Unless Governor Arnold Schwarzenegger grants him clemency, Stanley "Tookie" Williams will be executed on December 13, 2005 for the four brutal murders for which he was convicted in 1979. I say, let him fry. Or, more accurately, let him drift into a peaceful sleep as lethal drugs course through his veins or poisonous gas invades his respiratory system.
In 1971, Stanley "Tookie" Williams co-founded a street gang in Los Angeles that later came to be know as the Crips. He was 17 years old. Though Williams and Raymond Washington claim to have started the gang as a stand against the random violence in their neighborhood, within a year of inception, the Crips were involved in 29 homicides in Los Angeles. The Crips became one of the most prevalent and violent street gangs in Los Angeles before spreading throughout the U.S. and into Canada and Mexico.
Arguments for his clemency center around Williams' deeds during his time on death row. He has worked to try to decrease the influence of gangs, particularly with school-age children. He has even written a series of children's books subtitled, "Tookie Speaks Out Against Gang Violence." I don't want to downplay the positive impact on society that Williams has made. I don't doubt that he has been transformed and rehabilitated, but unless his service to the greater good has included a way to revive the dead, I don't believe that there is anything that Williams could accomplish that would atone for his crimes.
Albert Owens, a former soldier in the U.S. Army, was an outgoing, 26-year old father of two. He was working the night shift at 7-Eleven when Williams and three accomplices entered the store. Williams took Owens into the backroom, made him kneel or lie down and shot him twice in the back with a 12-gauge shotgun. According to court documents, Williams later bragged that he "blew some white guy away, shot him in the back, for $63."
Eleven days later, Williams and his accomplices robbed a motel office and, in the process or possibly after the fact, gunned down the Yang family, who owned the motel. The father, Yu-Chen Li, was shot in the face with a 12-gauge shotgun and died immediately. Yen-I and Tsai-Shai, mother and daughter, each received two shotgun blasts to the chest as they cowered together on the floor in front of their sofa. Mother and daughter were barely alive when emergency personnel reached them. They both died a short time later. Before Williams and his crew left, they remembered to pick up their shotgun shells so as not to leave behind any evidence. They missed one.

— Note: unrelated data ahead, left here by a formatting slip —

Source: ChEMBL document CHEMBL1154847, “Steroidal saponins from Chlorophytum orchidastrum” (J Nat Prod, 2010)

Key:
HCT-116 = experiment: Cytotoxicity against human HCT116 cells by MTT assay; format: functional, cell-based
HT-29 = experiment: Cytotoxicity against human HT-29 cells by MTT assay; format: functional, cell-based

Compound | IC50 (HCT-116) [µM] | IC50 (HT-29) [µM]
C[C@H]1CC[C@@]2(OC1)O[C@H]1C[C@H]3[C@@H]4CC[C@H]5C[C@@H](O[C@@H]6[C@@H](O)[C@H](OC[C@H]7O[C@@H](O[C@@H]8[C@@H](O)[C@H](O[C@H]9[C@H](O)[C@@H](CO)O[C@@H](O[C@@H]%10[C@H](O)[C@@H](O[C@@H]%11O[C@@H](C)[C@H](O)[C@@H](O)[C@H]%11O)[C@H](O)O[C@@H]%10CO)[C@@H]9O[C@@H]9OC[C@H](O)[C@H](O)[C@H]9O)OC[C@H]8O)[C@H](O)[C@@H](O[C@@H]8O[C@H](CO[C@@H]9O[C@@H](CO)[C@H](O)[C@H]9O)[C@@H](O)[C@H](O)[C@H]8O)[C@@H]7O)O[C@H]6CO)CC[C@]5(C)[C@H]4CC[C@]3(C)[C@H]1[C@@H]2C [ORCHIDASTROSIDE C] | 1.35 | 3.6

To this day, Williams maintains his innocence in all four murders. If his conviction were based solely on his original trial in 1979, I would consider the possibility that he is innocent, but his guilt has been proven repeatedly through the appeals process.
I agree with the proponents for clemency that Williams does good work and that once he is executed there will be a void that needs filling. However, it isn't only society that is benefiting from Williams' work, he is benefiting from his own good deeds, as well. He gets to experience the joy and satisfaction that come from helping others. And he shouldn't. Every day of that man's life in prison should be as miserable as the last minutes of the lives of his victims. He should suffer as they suffered from the instant he was convicted to the very second he breathes his last breath, but justice doesn't work that way.
I believe firmly that the punishment should fit the crime and life in prison is not a sufficient sentence for even a single brutal murder, let alone four. The only fitting penalty for crimes of the nature of those committed by Williams is execution. The long delay between his conviction and his execution only serves to punish him further - to deservedly punish him further.
Stanley "Tookie" Williams saw the person he could have become if he had chosen a different path in life, one that didn't lead to the deaths of four innocent victims. He didn't make that choice then and he shouldn't get to live that life now. I am glad that he was able to see what could have been, not only because he has helped to educate the latest generation about the evils of gangs, but also because it makes his own loss that much greater. Williams will die knowing that he could have done so much more on this earth if only he had been given more time. To grant him clemency now and allow him to continue to lead the life of a famed educator, one who was nominated for a Nobel Peace Prize, is to reward him for his crimes. Williams would not have been able to lead a life this grand if he had not committed those crimes. If he had continued on the same path, he surely would have been dead long before now. The average lifespan of gang members today is 20.5 years. At the age of 51, Williams has already outlived most of his criminal colleagues.
For the harm that he inflicted on the four people he murdered, their families and their friends; for the harm that he inflicted on the people of Los Angeles, the state of California, the United States, and all of North America; Stanley "Tookie" Williams deserves to die.